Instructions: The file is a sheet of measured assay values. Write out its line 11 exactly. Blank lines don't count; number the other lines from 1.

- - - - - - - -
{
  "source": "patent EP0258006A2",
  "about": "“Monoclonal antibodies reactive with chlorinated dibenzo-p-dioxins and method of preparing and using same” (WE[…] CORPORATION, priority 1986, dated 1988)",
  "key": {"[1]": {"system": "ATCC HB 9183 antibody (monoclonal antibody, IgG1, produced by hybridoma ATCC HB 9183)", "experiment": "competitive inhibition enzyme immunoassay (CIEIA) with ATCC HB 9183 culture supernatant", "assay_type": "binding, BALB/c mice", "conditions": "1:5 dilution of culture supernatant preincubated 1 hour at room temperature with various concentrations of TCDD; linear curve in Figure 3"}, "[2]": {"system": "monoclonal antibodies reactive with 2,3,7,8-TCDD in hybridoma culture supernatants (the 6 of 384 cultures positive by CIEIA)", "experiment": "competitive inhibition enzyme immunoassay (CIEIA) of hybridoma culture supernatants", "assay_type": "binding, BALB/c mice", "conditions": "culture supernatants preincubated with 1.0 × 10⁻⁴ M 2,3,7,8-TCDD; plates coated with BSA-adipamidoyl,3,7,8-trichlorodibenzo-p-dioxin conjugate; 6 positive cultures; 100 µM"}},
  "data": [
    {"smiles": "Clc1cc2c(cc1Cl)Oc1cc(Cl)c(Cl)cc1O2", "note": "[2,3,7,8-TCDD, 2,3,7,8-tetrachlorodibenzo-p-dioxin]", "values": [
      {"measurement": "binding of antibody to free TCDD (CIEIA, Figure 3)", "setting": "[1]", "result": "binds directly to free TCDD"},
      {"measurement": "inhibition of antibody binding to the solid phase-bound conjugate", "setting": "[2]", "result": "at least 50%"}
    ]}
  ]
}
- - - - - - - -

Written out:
}